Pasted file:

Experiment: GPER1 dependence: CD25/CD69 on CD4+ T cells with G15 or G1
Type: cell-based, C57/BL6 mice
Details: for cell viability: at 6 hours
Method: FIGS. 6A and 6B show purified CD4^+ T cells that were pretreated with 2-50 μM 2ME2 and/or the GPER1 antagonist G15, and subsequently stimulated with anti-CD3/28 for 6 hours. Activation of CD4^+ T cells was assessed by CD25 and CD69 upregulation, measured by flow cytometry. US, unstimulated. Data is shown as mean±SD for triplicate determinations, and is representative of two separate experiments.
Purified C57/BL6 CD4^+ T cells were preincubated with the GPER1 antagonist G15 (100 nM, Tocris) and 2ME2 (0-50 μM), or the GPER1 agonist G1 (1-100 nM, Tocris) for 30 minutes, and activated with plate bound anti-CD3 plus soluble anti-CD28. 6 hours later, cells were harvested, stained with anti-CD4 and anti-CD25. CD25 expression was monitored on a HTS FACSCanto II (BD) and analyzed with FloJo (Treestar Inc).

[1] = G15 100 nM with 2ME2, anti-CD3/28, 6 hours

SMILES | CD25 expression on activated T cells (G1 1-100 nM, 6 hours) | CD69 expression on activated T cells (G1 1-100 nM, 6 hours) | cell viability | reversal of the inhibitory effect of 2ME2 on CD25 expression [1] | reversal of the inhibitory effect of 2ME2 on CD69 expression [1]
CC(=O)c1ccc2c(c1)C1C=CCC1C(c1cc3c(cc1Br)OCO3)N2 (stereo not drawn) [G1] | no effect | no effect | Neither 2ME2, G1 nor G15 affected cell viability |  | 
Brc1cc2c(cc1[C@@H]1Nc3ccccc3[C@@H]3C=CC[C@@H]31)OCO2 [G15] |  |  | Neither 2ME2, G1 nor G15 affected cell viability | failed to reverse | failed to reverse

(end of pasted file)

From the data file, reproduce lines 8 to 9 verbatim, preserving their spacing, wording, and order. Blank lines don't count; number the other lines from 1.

CC(=O)c1ccc2c(c1)C1C=CCC1C(c1cc3c(cc1Br)OCO3)N2 (stereo not drawn) [G1] | no effect | no effect | Neither 2ME2, G1 nor G15 affected cell viability |  | 
Brc1cc2c(cc1[C@@H]1Nc3ccccc3[C@@H]3C=CC[C@@H]31)OCO2 [G15] |  |  | Neither 2ME2, G1 nor G15 affected cell viability | failed to reverse | failed to reverse